Opposition to migrant policy grows in Germany


Justin Huggler in Berlin

Germany’s most populous state has said it will not accept any more asylum seekers from Morocco, after migrants from the country were identified among suspects in the Cologne sex attacks.

Chancellor Merkel has battled to enforce her liberal policy on migrants but has been facing increasing opposition from some regions.

The government of North Rhine-Westphalia, where Cologne lies, said federal authorities had agreed not to send any more Moroccans to refugee accommodation in the state.

There is no suggestion that Moroccans will be blocked from entering the state if they enter.

“Immigrants from the North African region appear disproportionately as offenders,” Ralf Jäger, the state interior minister, said.

“Frequently the suspects are young men travelling alone.”

Mr Jäger said the state had already taken more than its share of Moroccan asylum seekers. Currently, 80pc of Moroccan migrants are in the state, chiefly in the two main cities of Cologne and Düsseldorf.

They have little chance of being granted asylum in Germany. Some 6,000 Moroccans in the state have had their claims refused and are theoretically due to be deported.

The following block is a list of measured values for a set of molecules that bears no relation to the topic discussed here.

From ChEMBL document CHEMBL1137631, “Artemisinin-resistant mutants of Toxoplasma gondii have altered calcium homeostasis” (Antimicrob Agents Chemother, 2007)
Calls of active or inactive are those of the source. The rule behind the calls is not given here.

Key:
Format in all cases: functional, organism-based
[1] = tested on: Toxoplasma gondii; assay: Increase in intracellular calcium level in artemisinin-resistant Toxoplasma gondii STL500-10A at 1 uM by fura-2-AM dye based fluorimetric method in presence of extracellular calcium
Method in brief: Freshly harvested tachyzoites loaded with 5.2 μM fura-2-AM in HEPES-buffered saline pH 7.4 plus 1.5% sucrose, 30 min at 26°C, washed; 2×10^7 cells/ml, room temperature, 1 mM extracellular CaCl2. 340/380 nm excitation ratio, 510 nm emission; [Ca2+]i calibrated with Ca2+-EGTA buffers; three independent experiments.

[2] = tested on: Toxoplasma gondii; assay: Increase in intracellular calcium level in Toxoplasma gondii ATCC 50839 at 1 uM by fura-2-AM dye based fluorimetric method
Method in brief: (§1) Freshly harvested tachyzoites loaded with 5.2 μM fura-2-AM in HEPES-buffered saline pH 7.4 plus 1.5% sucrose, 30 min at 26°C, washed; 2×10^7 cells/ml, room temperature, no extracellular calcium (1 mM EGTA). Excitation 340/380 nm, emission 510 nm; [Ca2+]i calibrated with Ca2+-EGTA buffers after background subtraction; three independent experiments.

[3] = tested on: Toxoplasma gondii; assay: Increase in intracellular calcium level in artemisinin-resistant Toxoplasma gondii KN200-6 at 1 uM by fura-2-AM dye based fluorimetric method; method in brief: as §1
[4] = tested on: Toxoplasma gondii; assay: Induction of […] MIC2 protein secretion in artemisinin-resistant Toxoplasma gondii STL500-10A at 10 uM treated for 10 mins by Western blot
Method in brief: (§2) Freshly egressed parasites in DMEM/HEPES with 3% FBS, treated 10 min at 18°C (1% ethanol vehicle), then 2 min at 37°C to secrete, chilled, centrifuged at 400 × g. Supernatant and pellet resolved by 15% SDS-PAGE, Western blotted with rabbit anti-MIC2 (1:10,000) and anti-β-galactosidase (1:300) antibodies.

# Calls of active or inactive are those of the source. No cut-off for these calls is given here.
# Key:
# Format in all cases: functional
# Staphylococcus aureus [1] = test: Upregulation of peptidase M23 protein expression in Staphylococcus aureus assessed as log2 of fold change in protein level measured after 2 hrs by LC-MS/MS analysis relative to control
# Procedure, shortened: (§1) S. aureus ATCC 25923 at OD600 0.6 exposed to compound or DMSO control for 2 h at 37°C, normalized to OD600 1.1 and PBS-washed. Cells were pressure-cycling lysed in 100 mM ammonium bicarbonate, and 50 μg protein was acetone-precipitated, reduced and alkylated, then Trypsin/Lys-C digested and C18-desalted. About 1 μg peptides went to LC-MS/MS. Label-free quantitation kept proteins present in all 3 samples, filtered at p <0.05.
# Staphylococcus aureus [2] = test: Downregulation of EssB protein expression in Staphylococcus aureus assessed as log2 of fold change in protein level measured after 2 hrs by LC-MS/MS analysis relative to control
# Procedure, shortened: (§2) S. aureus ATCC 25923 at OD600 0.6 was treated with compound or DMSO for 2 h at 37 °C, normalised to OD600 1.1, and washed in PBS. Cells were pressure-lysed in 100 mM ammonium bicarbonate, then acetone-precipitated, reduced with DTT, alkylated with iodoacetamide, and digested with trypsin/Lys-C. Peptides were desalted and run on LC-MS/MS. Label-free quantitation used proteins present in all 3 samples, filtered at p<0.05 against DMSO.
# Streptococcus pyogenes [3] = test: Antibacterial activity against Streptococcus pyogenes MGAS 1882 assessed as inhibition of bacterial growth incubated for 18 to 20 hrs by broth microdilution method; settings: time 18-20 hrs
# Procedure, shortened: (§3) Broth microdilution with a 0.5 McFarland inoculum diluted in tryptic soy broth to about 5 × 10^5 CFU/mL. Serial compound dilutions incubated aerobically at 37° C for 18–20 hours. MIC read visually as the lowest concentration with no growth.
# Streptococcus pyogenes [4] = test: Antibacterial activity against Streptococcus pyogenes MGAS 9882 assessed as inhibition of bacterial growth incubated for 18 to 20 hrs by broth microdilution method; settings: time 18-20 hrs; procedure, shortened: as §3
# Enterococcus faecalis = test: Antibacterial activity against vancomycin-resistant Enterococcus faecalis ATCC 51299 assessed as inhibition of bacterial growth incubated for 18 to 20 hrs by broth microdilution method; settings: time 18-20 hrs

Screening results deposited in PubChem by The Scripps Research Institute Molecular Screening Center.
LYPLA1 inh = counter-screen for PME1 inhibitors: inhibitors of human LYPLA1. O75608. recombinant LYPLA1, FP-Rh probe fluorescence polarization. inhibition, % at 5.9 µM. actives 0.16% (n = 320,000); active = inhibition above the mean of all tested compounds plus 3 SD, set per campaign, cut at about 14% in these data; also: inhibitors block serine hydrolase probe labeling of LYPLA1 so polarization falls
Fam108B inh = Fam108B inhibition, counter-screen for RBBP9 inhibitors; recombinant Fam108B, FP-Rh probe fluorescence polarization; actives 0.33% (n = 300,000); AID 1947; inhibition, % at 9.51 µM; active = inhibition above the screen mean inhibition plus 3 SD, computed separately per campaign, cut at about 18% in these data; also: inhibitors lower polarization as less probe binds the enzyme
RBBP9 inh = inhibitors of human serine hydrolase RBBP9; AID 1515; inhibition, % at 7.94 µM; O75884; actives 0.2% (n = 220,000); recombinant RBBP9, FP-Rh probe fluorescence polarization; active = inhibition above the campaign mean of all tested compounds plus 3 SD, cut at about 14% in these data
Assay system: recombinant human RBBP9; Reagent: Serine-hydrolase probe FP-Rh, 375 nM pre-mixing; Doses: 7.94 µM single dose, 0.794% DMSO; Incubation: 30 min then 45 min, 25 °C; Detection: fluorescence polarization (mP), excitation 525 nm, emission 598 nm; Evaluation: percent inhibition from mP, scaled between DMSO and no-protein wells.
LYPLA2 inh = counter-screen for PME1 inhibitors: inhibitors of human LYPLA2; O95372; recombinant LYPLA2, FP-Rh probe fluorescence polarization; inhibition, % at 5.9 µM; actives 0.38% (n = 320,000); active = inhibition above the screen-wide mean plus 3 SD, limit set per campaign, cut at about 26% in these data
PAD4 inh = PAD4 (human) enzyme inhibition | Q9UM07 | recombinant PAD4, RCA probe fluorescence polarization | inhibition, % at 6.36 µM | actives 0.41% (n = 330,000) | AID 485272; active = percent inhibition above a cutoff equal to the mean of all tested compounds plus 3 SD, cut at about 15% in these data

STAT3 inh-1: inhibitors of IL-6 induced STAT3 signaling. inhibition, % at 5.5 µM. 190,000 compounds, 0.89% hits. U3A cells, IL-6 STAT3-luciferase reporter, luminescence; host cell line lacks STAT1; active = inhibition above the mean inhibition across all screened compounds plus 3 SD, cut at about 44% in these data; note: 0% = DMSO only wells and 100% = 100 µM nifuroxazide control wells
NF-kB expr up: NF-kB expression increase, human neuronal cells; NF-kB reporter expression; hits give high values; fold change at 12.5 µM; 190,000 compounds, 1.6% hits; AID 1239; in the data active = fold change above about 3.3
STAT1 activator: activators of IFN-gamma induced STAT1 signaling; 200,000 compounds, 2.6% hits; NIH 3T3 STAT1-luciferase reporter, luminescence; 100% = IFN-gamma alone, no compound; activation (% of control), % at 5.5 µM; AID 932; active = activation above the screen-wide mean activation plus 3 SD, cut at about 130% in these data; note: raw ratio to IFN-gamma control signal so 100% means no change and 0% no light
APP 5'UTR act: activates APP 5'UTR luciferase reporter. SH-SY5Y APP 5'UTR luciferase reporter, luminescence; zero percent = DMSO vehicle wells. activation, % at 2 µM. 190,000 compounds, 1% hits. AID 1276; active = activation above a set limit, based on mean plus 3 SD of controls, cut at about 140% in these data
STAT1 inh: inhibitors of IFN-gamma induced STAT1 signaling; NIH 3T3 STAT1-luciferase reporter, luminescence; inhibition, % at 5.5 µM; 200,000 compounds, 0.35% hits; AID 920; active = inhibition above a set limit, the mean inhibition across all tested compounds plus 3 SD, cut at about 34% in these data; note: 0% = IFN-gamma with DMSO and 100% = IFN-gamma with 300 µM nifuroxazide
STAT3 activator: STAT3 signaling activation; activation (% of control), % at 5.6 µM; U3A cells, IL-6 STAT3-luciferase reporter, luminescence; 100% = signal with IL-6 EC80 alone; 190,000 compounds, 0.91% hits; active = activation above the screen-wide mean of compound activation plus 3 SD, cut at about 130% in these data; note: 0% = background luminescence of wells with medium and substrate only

While Germany’s federal police say there is no link between crime and refugees from war-torn countries like Syria, there has been a sharp rise in crimes committed by North Africans.

Police in North Rhine-Westphalia say gangs of North African thieves and pickpockets are operating in the cities.

The move by the state came as Austria imposed strict quotas on the number of asylum seekers it will allow to cross its borders each day. In future, only 80 people a day will be allowed to apply for asylum in Austria, and a further 3,200 will be allowed to cross through the country on their way to Germany.

Meanwhile, women asylum seekers in Cologne have complained they are victims of sexual harassment.

In an open letter, women staying at a gym being used as a temporary refugee shelter said security guards had filmed and photographed them while they were showering, and pressured them for sex.

“For us, the gym is no shelter. It is a prison,” they wrote.

One Syrian woman said a security guard had asked her for sex.

“When I told him I was involved with someone and wasn’t interested, he told me I’d be thrown out,” she said.

“I am appalled at these allegations. I am sure they are unfounded,” Bernhard Deschamps, manager of the company responsible for the site, said.

The Cologne authorities said they would investigate the allegations. (© Daily Telegraph London)



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